The doubly labeled water method captures any form of physical activity ranging from purposeful exercise to simple fidgeting, whereas physical activity questionnaires generally address basic volitional activities (eg, household chores, walking, and vigorous exercise). Although this method can address whether higher levels of free-living activity energy expenditure are associated with mortality risk, to our knowledge no studies have been conducted to determine whether free-living activity energy expenditure assessed in this way is related to longevity among older adults. The purpose of this study was to determine the association of free-living activity energy expenditure, measured using doubly labeled water coupled with resting metabolic rate, with all-cause mortality in a group of high-functioning, community-dwelling older adults.

Study Sample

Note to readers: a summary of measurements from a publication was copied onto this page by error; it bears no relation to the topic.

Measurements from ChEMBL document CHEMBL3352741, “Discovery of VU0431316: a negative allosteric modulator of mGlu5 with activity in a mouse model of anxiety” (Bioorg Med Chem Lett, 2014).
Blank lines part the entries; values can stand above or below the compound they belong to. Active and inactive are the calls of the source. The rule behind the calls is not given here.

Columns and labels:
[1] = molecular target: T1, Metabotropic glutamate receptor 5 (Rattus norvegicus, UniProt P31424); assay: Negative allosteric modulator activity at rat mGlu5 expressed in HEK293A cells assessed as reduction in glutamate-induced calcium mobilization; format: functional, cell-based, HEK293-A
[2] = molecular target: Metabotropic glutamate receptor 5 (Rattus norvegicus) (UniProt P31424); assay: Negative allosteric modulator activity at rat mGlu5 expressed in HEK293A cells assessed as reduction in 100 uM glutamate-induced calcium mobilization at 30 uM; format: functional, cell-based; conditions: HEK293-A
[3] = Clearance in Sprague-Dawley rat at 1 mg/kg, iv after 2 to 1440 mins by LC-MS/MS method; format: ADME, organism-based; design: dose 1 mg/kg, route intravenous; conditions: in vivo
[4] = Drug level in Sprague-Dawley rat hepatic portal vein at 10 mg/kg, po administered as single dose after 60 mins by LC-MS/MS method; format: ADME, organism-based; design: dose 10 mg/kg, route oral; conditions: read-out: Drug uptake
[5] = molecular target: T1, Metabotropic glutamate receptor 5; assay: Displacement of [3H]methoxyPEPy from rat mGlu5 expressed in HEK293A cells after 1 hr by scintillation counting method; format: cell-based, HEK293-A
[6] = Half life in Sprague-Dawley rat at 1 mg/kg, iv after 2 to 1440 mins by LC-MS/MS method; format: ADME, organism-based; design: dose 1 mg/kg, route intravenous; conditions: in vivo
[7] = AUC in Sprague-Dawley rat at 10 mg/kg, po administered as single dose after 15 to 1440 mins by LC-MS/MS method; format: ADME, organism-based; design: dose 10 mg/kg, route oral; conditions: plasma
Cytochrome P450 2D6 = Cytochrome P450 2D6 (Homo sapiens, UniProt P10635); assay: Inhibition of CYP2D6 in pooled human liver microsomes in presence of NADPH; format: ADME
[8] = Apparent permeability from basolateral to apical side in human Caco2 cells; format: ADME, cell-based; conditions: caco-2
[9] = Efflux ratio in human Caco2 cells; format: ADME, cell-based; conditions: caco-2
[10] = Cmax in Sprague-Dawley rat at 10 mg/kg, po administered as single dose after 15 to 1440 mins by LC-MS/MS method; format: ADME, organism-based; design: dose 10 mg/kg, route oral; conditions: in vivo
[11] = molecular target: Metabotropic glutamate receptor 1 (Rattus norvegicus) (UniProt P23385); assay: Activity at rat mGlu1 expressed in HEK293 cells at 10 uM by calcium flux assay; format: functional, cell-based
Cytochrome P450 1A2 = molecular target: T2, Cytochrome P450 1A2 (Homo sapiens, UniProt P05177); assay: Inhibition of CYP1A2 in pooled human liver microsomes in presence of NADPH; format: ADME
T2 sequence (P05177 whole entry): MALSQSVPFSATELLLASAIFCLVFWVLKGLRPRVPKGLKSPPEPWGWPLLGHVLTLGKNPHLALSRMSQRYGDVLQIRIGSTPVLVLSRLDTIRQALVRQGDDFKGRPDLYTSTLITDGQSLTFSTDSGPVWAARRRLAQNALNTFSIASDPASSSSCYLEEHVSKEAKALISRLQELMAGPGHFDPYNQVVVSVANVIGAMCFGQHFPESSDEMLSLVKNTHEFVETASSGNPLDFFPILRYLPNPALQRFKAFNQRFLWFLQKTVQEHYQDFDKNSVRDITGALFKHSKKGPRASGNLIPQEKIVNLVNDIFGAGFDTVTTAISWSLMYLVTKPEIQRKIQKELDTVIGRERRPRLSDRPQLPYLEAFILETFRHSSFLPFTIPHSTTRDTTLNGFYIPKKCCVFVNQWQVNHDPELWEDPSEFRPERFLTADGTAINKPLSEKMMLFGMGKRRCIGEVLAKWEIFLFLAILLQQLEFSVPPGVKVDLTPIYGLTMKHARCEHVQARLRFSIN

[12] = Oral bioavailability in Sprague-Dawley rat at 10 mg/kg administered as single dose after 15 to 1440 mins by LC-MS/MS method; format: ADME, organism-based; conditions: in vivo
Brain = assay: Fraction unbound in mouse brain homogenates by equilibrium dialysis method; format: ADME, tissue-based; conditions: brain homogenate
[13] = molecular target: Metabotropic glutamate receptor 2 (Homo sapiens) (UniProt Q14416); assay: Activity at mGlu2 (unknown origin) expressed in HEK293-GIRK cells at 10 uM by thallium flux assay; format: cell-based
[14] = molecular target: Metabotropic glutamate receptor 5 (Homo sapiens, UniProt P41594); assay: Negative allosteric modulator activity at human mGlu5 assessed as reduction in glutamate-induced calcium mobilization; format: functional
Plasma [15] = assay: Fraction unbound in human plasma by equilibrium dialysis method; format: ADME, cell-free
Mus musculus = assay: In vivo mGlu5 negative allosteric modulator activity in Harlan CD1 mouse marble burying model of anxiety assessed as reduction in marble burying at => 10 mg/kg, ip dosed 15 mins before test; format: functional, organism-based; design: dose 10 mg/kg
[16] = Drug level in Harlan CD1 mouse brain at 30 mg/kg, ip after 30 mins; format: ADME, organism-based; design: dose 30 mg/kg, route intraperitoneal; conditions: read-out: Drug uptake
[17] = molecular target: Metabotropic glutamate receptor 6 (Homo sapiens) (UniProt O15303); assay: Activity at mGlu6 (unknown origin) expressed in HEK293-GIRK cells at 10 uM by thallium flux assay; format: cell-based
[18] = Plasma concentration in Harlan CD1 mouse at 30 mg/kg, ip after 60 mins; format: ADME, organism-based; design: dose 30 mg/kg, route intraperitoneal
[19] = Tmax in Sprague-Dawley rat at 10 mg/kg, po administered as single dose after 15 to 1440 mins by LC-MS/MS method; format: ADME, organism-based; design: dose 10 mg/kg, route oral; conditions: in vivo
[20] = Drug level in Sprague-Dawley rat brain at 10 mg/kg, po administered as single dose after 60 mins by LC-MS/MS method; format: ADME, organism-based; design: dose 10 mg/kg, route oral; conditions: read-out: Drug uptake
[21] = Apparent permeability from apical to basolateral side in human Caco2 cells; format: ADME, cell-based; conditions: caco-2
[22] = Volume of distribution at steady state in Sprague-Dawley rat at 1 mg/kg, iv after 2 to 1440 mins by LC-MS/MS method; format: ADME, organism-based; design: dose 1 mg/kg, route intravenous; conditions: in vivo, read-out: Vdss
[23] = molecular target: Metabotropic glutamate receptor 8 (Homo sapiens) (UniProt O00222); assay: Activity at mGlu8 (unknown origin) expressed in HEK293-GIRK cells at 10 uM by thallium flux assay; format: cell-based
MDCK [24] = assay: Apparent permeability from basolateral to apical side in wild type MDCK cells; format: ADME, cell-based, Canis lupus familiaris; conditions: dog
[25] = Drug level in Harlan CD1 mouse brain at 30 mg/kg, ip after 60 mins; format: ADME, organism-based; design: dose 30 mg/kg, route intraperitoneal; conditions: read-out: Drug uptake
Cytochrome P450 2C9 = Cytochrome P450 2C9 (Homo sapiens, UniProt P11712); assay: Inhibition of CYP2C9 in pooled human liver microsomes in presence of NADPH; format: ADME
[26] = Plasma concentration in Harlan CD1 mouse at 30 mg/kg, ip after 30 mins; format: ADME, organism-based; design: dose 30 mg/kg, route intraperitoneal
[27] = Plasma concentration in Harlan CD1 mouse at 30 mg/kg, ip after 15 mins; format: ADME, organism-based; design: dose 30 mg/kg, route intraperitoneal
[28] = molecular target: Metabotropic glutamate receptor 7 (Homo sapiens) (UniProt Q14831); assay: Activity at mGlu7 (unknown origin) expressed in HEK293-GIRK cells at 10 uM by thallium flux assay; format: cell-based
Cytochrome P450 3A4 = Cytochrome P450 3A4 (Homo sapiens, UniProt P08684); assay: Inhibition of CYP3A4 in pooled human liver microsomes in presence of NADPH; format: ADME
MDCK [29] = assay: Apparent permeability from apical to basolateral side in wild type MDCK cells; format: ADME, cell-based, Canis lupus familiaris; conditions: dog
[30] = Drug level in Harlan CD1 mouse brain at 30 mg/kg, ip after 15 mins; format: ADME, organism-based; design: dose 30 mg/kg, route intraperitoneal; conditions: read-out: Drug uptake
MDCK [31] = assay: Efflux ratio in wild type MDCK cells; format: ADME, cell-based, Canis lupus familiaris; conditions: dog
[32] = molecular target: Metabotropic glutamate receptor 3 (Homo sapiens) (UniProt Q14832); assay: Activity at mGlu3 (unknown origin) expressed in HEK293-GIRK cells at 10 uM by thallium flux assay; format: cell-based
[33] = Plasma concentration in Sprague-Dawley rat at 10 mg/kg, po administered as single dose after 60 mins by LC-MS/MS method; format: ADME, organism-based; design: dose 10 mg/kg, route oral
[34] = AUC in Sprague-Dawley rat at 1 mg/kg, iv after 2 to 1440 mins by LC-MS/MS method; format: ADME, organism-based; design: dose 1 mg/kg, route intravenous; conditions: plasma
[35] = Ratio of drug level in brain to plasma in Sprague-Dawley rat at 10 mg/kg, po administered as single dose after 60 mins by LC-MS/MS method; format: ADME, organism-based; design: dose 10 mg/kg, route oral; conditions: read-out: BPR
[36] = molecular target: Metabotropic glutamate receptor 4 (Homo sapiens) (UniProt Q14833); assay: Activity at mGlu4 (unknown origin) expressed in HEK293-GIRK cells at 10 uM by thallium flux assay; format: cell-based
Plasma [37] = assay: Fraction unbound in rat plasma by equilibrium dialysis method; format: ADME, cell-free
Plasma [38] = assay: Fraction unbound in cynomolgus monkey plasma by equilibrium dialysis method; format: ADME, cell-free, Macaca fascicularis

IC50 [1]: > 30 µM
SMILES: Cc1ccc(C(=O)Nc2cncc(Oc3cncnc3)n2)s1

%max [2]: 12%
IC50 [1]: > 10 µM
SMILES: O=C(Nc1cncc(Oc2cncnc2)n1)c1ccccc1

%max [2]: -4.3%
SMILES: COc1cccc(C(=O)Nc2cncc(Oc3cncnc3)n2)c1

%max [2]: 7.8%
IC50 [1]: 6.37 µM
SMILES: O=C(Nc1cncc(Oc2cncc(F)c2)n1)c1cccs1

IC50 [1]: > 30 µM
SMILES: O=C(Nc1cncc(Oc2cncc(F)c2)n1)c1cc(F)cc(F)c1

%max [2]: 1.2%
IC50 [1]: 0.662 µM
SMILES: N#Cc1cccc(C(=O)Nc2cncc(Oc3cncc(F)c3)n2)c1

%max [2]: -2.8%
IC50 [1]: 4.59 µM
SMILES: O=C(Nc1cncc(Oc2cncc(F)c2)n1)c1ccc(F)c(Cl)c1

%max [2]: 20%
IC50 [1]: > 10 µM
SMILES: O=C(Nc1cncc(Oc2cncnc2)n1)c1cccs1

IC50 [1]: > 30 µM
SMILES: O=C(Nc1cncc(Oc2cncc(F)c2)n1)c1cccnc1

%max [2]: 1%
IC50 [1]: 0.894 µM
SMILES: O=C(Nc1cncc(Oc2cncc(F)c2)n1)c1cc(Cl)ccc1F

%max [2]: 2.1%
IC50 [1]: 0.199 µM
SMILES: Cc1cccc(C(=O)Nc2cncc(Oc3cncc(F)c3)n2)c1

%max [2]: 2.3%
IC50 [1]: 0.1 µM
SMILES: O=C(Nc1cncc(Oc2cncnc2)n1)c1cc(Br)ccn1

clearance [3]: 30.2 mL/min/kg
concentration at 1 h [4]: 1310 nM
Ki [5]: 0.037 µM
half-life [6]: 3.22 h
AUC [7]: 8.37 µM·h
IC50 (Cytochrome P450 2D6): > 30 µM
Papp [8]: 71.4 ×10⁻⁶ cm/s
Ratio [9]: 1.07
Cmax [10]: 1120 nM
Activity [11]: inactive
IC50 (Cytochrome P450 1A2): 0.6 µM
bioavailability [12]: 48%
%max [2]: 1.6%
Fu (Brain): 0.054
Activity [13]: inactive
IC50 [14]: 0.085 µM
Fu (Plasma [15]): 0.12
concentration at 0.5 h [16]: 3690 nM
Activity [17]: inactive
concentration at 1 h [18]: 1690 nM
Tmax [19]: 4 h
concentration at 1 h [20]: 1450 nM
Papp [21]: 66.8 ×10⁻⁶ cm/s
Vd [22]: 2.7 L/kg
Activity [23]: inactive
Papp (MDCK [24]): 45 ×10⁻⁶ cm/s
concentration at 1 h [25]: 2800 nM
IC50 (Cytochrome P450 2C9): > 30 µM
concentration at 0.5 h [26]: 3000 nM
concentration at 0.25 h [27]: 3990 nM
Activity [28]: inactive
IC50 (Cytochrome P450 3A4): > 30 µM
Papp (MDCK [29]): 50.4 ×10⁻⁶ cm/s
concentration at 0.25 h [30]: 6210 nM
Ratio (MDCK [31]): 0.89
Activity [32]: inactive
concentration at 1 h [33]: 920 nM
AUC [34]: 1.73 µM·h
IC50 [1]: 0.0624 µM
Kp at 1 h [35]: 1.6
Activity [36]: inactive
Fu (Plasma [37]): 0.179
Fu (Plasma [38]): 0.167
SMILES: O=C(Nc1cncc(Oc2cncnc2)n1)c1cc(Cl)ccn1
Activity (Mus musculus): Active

In 1997-1998, investigators from the University of Pittsburgh (Pittsburgh, Pa) and the University of Tennessee (Memphis) recruited 3075 participants aged 70 to 79 years from a random sample of white Medicare beneficiaries and all age-eligible black community residents to participate in the Health, Aging, and Body Composition (Health ABC) study. Eligibility criteria included self-reporting no difficulty in walking a distance of 0.4 km or climbing at least 10 stairs, independently performing activities of daily living, plans to live in the area for the next 3 years, and no evidence of life-threatening illnesses. The sample was approximately balanced for sex (51% women) and 42% of participants were black. Participants self-designated race/ethnicity from a fixed set of options (Asian/Pacific Islander, black/African American, white/Caucasian, Latino/Hispanic, do not know, other). Blacks were oversampled to ensure adequate numbers to examine whether results varied by race because of differences such as body composition between blacks and whites.